Thistle distribution hit by another attack
By Prabhat Mehta
Approximately 1300 copies of The Thistle, a publication of MIT's Alternative News Collective, were found destroyed early Tuesday morning, several hours after distribution in Lobby 7. Steven D. Penn G, an ANC member, said he found 500 copies thrown into the toilets and garbage cans of the room 7-107 men's bathroom near Lobby 7 and 800 hundred more in garbage cans nearby.
Jennifer Y. C. Huang '90, a member of the collective, said copies of The Thistle's "Science for the People" issue had been distributed at 5 pm Monday evening, with approximately 1600 copies going to Lobby 7. At approximately 1 am Tuesday, Andres Villarreal G, another member of the collective, passed by Lobby 7 and discovered that all of the issues were gone. He found some copies in the 7-107 bathroom, and proceeded to call Penn.
Penn and Villarreal found the rest of the issues, but only managed to salvage 300 from garbage cans. The issues in the bathroom garbage cans had been purposely soaked in water, Penn said.
The 1300 issues lost that night represented 17 percent of The Thistle's 7500-issue campus press run. Only part of the 7500 issues, however, were distributed around campus Monday evening.
The collective, a leftist group, denounced the destruction in a letter written to The Tech. "We are ... thoroughly disgusted by and totally condemn the recent assaults on the MIT newspaper The Thistle," reads the letter.
"That some individuals would deign actively and illegally to censor us and suppress our newspaper indicates that there is a dangerous level of intolerance at MIT," continues the letter.
In an interview, Penn said, "I feel actions like this are antithetical to an educational institution like this."
The Campus Police were not notified of this incident, Penn said, although the administration was informed. The collective had no knowledge of anyone involved, Penn added.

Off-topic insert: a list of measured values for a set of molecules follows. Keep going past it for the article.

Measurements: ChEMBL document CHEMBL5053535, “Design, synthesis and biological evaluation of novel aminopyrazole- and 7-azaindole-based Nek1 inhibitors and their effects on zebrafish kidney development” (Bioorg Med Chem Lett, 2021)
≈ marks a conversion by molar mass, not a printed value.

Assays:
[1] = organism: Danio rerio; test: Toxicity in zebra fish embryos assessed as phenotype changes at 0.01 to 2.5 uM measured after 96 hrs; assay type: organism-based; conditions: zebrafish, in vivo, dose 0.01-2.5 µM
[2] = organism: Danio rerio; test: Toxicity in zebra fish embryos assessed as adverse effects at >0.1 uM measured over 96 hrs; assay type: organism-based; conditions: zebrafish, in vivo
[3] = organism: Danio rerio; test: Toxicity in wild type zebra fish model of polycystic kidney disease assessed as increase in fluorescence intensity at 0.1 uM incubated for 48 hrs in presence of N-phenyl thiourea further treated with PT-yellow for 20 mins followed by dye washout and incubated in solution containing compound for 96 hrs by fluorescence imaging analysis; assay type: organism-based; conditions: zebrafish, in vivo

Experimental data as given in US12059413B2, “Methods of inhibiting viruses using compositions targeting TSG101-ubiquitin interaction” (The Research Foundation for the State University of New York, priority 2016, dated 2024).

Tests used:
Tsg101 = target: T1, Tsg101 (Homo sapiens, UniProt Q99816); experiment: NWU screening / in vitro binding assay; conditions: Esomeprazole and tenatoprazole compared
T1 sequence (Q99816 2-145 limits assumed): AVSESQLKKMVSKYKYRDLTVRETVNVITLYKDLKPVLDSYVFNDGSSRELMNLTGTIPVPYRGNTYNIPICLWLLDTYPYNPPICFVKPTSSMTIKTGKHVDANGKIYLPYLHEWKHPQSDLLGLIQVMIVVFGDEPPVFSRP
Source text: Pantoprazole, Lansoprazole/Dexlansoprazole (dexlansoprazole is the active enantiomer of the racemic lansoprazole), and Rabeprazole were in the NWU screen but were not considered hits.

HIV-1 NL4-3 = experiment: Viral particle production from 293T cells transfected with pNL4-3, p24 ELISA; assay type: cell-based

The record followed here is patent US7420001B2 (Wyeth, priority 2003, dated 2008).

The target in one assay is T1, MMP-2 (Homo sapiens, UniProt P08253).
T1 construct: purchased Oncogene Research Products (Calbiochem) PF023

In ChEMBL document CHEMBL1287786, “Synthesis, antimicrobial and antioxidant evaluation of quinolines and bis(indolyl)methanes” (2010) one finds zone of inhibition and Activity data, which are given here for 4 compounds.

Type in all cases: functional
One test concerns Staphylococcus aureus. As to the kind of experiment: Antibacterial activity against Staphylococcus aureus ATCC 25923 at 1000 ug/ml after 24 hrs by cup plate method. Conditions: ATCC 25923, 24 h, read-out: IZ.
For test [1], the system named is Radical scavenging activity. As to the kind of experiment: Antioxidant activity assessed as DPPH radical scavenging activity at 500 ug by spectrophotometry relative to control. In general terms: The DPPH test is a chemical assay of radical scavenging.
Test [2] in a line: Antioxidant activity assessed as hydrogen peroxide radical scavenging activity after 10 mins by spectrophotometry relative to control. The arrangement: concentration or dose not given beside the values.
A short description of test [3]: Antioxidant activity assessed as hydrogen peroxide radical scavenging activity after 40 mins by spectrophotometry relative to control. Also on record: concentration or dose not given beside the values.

Not the first time
This was not the first time copies of The Thistle had been destroyed, Penn said. The Thistle has continually had problems with issues being thrown away in the evenings, when the hallways are empty. During Residence/Orientation Week last fall, sorority members organized to destroy copies of The Thistle's rush edition, according to Penn. The rush edition contained at least two articles critical of fraternities on campus, Penn said.
Penn and several other collective members, suspecting that issues had been thrown away maliciously, held watch over Lobby 7 distribution during rush week. A group of women formed a circle near the door facing Massachusetts Avenue, he said, and one would occasionally leave the circle, pick up a stack of Thistles, walk down the Infinite Corridor to the nearest garbage can, throw them away, and come rejoin the circle.
During the rush week distribution, Penn said members of the collective pulled approximately 1500 Thistles out of garbage cans and redistributed them.
The rush week attacks on The Thistle were the result of resentment on the part of the InterFraternity Council, said Penn. He singled out former IFC President Anthony N. Gerber '90 and Alpha Chi Omega member Maria T. Arriola '90, whom Penn claimed was Gerber's girlfriend at the time. Arriola led the circle of women the day the collective caught them throwing away Thistles, according to Penn. "The IFC [president] was outraged and his girlfriend was leading a troop of women to get the paper," he said.
Penn said he confronted Arriola after she threw away a stack of Thistles herself and that she at first denied it but then defended her actions.
In an interview last night, Arriola denied having led anyone in an attack against The Thistle. But she did not deny involvement in throwing out copies. "It's a lie; I led no such band of women.... I never instructed anyone to throw papers, never instructed or conspired with anyone," she said. "I may have thrown out a copy myself, but not hoards and hoards," she added.
Members of the collective felt that The Thistle's struggle to remain on the newsstands stemmed from an environment of limited tolerance on campus.
"Students are very intolerant about anything that criticizes the current system," Huang said. "We didn't print anything that attacks anyone."
Penn claimed MIT was more insensitive to minority opinion than other schools. "The environment at MIT does not encourage a forum for a wide array of debate," he said.
Both Huang and Penn said they did not understand why the latest issue of The Thistle received such hostility. Both thought the subject of this week's issue -- science for the people -- was relatively uncontroversial in comparison to other subjects The Thistle has dealt with.
The collective has not decided whether it will change the way its issues are distributed or whether it should pursue this latest incident further.